Snow Leopard May Not Purr On a New MacBook Air



Did you just get a beautiful, new MacBook Air? Apple’s new notebooks are super-slim, and they work great with OS X Lion.

However, installing Snow Leopard on a 2011 MacBook Air may not go over so well, as Apple’s older cat doesn’t apparently play nice with its newest notebook. Luckily, Apple has published a KnowledgeBase article to help you fix Snow Leopard on your brand new MacBook Air.

Installing OS X Snow Leopard on a 2011 MacBook Air could result in the following issues:

  • The computer begins to start up normally to a gray screen with the Apple logo, then switches to display a progress indicator (a spinning gear) for a few seconds. Then the built-in display changes to black and the LCD backlight remains lit. This symptom usually appears when you attempt to start up with a version of Mac OS X 10.6 Snow Leopard or earlier.
  • A prohibitory sign (a circle with a line through it) appears on the screen. The computer then powers off after about a minute. This may occur if you install a version of Lion other than the version originally installed on your MacBook Air.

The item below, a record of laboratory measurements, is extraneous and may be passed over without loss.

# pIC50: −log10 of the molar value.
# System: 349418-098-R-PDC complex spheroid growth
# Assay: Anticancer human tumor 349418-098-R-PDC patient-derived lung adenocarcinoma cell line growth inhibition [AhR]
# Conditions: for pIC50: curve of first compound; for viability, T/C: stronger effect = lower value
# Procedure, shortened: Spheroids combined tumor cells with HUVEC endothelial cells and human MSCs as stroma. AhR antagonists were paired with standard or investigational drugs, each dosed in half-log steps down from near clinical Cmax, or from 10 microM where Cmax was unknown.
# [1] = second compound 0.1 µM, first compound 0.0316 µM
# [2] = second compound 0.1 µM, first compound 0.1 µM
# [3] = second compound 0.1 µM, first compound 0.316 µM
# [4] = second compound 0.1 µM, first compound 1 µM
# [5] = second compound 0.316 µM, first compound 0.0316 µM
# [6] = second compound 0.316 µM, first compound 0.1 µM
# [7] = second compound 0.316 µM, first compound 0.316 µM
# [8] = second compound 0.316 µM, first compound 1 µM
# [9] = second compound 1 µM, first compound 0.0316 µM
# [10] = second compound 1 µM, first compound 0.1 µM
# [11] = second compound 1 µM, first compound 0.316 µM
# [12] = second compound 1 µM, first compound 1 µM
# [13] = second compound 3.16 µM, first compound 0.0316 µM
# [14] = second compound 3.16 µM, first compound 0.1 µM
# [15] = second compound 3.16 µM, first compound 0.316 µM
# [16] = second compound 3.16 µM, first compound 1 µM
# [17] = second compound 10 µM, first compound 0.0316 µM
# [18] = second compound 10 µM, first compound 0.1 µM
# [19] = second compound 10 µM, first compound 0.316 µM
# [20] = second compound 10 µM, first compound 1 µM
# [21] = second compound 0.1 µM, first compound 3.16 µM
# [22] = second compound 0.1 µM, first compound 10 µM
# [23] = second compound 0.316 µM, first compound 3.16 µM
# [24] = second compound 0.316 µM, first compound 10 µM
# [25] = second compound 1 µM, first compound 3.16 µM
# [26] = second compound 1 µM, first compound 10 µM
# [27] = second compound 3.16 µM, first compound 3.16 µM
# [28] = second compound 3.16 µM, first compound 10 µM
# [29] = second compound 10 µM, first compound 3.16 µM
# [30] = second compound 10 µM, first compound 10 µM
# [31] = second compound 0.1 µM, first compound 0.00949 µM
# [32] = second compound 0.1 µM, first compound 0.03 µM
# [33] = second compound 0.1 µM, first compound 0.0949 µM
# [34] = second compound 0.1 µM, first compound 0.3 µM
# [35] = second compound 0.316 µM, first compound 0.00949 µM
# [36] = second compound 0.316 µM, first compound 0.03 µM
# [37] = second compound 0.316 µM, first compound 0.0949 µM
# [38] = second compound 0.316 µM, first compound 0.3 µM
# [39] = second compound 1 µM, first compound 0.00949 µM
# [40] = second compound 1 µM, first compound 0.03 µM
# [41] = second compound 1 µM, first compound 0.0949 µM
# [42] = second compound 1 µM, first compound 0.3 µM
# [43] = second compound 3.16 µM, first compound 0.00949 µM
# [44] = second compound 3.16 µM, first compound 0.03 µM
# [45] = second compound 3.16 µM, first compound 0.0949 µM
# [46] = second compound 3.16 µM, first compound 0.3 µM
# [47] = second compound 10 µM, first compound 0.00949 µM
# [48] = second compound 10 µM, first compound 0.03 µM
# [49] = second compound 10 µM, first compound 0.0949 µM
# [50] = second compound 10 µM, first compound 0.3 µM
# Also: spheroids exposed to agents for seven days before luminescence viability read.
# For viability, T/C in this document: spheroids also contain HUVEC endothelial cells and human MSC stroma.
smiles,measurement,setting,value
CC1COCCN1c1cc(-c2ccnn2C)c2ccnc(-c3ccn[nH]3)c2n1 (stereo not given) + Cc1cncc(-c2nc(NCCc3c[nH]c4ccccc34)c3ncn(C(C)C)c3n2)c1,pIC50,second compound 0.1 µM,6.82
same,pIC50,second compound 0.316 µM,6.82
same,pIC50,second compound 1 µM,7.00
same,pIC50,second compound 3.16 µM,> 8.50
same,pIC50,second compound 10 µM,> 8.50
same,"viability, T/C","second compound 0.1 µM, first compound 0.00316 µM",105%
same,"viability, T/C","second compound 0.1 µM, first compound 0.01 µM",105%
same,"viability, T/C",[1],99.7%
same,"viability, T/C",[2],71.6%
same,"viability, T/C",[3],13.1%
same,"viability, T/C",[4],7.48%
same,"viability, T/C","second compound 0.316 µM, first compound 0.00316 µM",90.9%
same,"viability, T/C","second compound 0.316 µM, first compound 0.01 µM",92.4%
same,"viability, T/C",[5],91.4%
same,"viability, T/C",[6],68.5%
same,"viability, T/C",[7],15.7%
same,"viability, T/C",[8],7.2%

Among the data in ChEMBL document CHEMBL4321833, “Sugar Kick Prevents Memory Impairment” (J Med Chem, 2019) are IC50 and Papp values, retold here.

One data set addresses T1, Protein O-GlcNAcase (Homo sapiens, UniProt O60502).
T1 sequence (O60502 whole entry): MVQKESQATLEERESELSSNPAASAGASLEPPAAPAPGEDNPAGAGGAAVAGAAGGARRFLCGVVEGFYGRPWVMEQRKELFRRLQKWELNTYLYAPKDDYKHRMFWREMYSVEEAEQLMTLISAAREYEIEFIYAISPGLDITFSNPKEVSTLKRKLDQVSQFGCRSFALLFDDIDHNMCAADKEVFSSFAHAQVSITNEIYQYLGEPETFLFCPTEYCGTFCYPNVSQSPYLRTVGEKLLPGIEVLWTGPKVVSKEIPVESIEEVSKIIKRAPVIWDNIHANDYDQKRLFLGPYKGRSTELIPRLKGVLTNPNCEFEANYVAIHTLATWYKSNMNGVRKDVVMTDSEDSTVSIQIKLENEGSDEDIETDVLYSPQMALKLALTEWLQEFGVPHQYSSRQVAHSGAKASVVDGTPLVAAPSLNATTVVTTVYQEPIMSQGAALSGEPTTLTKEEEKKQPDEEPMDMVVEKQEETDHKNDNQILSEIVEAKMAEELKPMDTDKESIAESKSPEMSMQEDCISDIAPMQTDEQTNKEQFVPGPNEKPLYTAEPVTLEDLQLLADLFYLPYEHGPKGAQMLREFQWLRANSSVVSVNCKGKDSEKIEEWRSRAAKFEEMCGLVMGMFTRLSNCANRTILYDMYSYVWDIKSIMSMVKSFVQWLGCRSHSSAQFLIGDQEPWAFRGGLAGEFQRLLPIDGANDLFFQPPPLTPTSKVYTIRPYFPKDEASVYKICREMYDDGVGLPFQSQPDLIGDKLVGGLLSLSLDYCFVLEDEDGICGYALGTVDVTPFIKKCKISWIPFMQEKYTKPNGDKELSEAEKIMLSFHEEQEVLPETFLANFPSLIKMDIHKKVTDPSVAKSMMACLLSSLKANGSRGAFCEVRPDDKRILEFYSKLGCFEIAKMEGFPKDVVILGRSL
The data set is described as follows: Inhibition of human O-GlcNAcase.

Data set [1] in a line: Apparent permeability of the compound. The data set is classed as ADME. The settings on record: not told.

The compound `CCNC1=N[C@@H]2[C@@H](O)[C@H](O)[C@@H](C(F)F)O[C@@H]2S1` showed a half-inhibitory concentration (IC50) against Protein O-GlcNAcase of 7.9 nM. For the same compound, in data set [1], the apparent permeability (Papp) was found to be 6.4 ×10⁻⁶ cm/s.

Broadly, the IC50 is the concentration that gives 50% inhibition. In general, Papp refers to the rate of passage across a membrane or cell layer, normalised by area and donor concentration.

If you have one of these problems on your 2011 Air running Snow Leopard, try these steps:

Reinstall the proper operating system build by restarting the computer while pressing and holding the Command and “R” keys. The right revision of Mac OS X for this computer should be available for installation through the Mac OS X Utilities pane that opens.

You can verify if the wrong version of Lion is installed (as in the second symptom) by starting the computer in verbose mode:

  1. Shut down the computer.
  2. Restart the computer while you press and hold the Command and “V” keys.
  3. The text on the display should say, “This version of Mac OS X is not supported on this platform!”.

Exit verbose mode by pressing and holding the power button until the computer shuts down.

Obviously, it’s recommended that you have OS X Lion running on a new MacBook Air for the best experience. It’s available for $30 in the Mac App Store.

You can view and rate Apple’s KnowledgeBase article on this topic here.

Update: Readers have noted that Apple’s article provides information on installing OS X Lion, not fixing Snow Leopard. We apologize for the confusion.

[via MacTrast]


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